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History Happy Hour

Episode 89 Freedeom Riders

Our guest is Charles Person, author of The Busses are A Comin’: Memoirs of a Freedom Rider. Here are some other books worth taking a look at.

Freedom Riders: 1961 and the Struggle for Racial Justice, Raymond Arsenault Widely regarded as the definitive account of six months in 1961 when 450 courageous black and white Americans boarded buses in Washington D.C. and travelled throughout the deep south to challenge the Jim Crow conventions of the time. This book came out in conjunction with the American Experience documentary on the freedom riders. Freedom’s Main Line: The Journey of Reconciliation and the Freedom Riders, Derek Charles Catsam. This is a very detailed account of the freedom rides that covers much of the same ground as Arsenault. Where this book excels, however, is taking a detailed look at how the civil rights movement developed a strategy of using transportation networks to spread the civil rights movement. Perhaps a bit more high-level/strategic than Arsenault. While the World Watched: A Birmingham Bombing Survivor Comes of Age During the Civil Rights Movement, Carolyn Maull McKinstry McKinstry was just 15 years old when she was nearly killed in the blast at Birmingham, Alabama’s 16th Street Baptist Church. Terrific eyewitness account of growing up in the Jim Crow South and a young person’s life in the Civil Rights movement. Civilities and Civil Rights: Greensboro North Carolina and the Black Struggle for Freedom, William Chafe Chafe’s book has been called “the best-case study of the civil rights movement.” It looks at methods employed by southern whites in North Carolina to halt the spread of the civil rights movement and the efforts made by the movement's leaders to fight back. The New York Times said this book is, “social history at its best.”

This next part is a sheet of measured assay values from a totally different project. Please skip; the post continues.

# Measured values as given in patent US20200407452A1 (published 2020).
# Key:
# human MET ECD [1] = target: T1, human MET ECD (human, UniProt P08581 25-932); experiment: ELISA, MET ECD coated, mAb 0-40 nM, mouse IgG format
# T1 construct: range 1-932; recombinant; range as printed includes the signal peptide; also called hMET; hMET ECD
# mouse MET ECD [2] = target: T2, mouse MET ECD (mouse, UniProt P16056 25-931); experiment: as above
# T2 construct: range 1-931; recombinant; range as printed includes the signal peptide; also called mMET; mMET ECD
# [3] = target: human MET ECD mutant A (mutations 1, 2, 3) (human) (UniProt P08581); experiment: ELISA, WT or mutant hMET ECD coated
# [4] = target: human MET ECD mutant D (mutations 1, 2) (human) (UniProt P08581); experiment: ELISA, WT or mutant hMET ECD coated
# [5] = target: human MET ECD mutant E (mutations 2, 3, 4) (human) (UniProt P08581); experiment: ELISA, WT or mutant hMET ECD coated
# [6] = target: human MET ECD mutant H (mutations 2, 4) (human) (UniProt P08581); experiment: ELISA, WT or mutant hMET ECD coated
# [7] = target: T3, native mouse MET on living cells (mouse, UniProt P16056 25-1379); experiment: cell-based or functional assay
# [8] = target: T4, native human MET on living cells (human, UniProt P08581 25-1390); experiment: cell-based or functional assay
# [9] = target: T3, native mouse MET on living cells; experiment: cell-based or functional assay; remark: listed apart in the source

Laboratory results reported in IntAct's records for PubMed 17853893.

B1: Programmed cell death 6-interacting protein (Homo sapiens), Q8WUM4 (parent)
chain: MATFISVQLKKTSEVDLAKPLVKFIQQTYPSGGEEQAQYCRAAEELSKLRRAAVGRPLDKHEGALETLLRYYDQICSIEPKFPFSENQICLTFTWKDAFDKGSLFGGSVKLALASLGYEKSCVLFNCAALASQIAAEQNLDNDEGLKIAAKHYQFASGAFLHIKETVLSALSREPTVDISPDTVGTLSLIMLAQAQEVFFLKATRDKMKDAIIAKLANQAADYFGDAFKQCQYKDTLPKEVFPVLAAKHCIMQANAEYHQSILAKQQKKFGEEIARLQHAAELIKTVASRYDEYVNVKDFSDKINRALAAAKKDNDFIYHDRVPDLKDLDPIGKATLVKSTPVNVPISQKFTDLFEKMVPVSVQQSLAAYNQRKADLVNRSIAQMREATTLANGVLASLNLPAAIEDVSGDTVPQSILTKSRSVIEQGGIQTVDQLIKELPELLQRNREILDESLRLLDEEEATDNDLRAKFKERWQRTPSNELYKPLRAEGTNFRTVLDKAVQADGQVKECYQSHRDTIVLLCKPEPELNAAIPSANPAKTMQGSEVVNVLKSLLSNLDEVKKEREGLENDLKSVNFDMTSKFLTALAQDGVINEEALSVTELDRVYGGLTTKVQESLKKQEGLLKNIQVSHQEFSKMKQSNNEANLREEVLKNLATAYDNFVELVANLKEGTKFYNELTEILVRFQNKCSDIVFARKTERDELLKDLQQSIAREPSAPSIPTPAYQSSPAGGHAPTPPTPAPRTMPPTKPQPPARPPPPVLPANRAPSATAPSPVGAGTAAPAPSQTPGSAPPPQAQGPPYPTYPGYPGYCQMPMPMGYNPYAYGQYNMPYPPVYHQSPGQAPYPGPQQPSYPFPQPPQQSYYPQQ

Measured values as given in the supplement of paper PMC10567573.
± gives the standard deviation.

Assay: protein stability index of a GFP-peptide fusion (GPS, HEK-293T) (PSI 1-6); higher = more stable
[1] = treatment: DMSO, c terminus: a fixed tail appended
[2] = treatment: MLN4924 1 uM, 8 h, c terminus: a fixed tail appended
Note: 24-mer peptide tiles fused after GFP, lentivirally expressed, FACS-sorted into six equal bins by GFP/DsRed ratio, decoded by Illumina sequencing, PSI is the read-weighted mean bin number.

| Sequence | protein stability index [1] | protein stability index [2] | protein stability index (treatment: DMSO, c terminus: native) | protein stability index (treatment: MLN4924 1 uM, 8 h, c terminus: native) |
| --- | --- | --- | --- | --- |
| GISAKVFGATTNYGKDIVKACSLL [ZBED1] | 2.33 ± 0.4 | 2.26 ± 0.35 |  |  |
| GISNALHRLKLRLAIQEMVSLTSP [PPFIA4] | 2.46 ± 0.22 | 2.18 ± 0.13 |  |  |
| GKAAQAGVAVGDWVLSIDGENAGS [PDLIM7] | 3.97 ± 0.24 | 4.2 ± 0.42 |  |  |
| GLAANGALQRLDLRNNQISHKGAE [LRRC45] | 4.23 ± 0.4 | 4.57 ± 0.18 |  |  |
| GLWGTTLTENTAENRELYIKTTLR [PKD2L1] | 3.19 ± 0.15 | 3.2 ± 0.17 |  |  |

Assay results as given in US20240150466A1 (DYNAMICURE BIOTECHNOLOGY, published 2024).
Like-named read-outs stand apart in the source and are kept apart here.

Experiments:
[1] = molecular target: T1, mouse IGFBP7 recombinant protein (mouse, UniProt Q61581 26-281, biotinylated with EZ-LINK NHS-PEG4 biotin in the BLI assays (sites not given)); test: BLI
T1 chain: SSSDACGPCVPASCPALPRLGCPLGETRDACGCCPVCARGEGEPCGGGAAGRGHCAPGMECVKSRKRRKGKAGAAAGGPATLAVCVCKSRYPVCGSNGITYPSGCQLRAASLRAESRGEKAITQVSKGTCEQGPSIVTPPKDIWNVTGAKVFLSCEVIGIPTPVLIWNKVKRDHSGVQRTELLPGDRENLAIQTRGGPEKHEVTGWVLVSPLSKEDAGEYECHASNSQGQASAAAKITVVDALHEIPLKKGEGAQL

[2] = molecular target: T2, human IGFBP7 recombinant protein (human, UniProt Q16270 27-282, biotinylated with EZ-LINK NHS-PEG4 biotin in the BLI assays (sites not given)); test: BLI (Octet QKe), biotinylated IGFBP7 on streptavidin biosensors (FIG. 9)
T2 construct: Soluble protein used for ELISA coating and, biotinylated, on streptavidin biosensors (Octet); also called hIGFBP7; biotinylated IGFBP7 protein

updated: 9 months ago

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